photography by sofie kirk
What are you going to do on your summer vacation? Hang by the pool? Go camping? Binge on Netflix in an air-conditioned room?
Whatever it is, chances are it will involve purchasing something, be it sun lotion, a new tent or a case of cold bevvies for washing it all down. You likely won’t be able to help yourself.
According Russell Belk, buying stuff isn’t just about satisfying some seasonal to-do list.
In our instantaneous, acquisitively individualistic and self-indulgent world, it’s all about fulfilling a fundamental need.
“Consumer behaviour contributes to our broader existence as human beings,” says the Schulich School of Business marketing professor, a world expert on the subject and meaning of materialism, and the power of objects over the self.
Consumerism has become a dominant force in people’s lives.
“I guess you could compare human society today to the Middle Ages and the role of the Catholic Church in Europe at that time. Consumption is our church and malls and online stores are our cathedrals,” says the U.S. native who came to York University 12 years ago as the Kraft Foods Canada Chair in Marketing.
“Because it’s so central to our lives now, I think it has become a viable topic for study.”
The good professor (the Royal Society of Canada made him a Fellow in 2017) allows he may be biased.
His father worked as an advertising agency production manager, and while growing up in Minnesota in the 1950s, Belk spent many hours around the dinner table discussing the impact of advertising on people’s purchasing behaviour.
Echoes of those early conversations ran deep.
When Belk went to college to study geophysics, he switched to English while taking a few business courses on the side. This led to a master’s in business at the University of Minnesota, where he fell in love with doing primary research on consumer habits and attitudes.
A doctoral thesis followed in 1972. But Belk’s big breakthrough came over a decade later when, with a camcorder in hand, he teamed up with John Sherry, an anthropologist, and Melanie Wallendorf, a sociologist, and embarked on what became known as the Consumer Behavior Odyssey.
The academic road trip took teams of like-minded researchers across America to interview consumers about their shopping habits and materialistic dreams.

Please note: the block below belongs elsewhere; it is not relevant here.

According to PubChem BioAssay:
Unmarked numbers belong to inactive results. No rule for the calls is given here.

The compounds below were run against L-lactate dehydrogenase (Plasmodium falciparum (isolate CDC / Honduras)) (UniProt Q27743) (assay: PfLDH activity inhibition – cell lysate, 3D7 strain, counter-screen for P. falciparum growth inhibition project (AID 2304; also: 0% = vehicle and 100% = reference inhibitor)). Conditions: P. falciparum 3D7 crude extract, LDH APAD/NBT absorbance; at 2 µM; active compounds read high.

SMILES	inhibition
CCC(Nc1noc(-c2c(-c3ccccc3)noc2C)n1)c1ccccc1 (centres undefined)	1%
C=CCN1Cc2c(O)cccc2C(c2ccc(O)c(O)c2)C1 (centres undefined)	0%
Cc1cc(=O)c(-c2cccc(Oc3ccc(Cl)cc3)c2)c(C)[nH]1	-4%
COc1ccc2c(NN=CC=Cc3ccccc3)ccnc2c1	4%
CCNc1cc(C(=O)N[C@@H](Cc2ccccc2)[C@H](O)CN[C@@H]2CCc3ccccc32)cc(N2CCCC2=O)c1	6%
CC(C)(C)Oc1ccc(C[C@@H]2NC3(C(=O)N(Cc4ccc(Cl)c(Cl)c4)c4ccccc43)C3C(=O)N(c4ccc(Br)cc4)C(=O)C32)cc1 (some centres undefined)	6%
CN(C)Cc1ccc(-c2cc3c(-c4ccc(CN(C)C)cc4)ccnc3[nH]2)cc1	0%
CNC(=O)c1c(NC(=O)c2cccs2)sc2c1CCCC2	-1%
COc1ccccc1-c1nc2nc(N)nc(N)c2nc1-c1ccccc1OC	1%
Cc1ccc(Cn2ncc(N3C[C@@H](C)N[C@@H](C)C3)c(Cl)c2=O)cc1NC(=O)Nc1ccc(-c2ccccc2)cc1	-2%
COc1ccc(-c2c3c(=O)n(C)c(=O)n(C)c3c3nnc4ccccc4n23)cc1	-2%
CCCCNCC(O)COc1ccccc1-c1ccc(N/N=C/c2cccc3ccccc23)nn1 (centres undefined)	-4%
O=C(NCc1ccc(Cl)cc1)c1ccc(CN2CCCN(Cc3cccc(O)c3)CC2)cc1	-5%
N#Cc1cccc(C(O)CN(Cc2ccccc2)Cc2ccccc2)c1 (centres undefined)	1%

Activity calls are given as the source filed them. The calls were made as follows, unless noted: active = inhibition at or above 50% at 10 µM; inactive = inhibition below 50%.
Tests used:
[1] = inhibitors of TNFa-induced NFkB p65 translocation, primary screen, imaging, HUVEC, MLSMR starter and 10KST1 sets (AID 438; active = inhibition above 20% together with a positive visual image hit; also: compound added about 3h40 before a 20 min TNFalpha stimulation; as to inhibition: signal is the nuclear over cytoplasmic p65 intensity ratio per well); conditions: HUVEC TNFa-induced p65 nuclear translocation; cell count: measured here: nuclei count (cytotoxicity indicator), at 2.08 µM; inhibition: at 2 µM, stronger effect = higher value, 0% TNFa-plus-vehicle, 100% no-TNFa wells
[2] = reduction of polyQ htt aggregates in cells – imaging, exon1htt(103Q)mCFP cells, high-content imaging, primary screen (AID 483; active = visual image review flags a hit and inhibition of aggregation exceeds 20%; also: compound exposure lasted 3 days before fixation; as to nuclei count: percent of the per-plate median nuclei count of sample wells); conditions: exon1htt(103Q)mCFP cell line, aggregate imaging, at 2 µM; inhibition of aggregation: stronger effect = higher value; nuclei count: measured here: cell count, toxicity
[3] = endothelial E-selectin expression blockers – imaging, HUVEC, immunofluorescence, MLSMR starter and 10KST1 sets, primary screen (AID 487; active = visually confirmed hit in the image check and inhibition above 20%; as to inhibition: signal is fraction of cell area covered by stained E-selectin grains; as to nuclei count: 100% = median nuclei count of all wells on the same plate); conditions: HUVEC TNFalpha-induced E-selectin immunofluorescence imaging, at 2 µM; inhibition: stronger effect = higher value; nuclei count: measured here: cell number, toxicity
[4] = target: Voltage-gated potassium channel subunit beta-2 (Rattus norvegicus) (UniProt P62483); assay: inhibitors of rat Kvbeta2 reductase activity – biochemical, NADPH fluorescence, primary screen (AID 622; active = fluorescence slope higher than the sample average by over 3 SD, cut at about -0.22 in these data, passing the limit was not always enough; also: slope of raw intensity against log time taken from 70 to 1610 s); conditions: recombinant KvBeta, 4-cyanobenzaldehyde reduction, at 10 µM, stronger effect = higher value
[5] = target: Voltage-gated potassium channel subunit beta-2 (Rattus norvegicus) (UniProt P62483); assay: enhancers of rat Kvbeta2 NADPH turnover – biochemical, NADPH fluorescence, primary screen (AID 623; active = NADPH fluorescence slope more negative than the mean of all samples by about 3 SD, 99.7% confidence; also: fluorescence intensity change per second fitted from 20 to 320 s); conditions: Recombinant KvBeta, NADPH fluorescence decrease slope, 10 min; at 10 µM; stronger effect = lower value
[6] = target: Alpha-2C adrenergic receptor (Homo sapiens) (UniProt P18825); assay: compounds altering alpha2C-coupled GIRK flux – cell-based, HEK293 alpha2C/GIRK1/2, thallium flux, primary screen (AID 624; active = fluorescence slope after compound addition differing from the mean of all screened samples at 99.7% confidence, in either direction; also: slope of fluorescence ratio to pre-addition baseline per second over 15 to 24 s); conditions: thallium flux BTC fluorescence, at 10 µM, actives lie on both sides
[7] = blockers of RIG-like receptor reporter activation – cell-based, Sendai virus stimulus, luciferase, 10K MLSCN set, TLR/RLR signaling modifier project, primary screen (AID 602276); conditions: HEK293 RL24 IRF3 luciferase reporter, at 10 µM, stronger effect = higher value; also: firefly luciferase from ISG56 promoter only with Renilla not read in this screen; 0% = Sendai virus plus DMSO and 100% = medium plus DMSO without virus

“For me and the others who participated, it opened up the worlds of both qualitative research and visual methods,” says Belk, who established his international reputation with that study.
He later took the research and turned it into Possessions and the Extended Self, his seminal 1988 paper positing the idea that in today’s mainstream society belongings shape identities as much as, if not more so than, life experiences.
To accommodate the impact of the digital age on consumer behaviour in the 25 years since he published his report, in 2013 Belk provided an update for the Journal of Consumer Research.
“So much of what we do is digital now,” says Belk, presently co-editing a book on the sharing economy and its impact on marketing. “We no longer have a drawer of old love letters, we have texts. And we no longer have a photo album, we have a social media page and timeline and so forth.
“The question is, do these things really become a part of us? Do you become attached to your smartphone which does so many things for you? Or does the fact that you can post things to the cloud make it less of an attachment? And what happens when you can trade up?”
To answer these questions and more, come the fall Belk will teach a consumer behaviour class to students who have signed up for the new Master of Marketing degree program at Schulich, the first of its kind in Canada and specifically designed to train university graduates in professional marketing skills. Classes begin in September.
Topics for discussion will include the rise of robotics as brand mascots, anthropomorphism in product design, inconspicuous luxury, gift giving and collecting, to name a few of the subjects topping Belk’s own to-do list right now.
Each is an idea for an academic paper (or two or three) Belk plans to work on over the summer. He will be busy. But too busy to be buying stuff? Don’t count on it.
“I have already bought four new pairs of jeans – different colours – for the summer at Uniqlo … and of course more books from Amazon for my research. I don’t much enjoy shopping,” Belk says. But like the rest of us, he just can’t help it.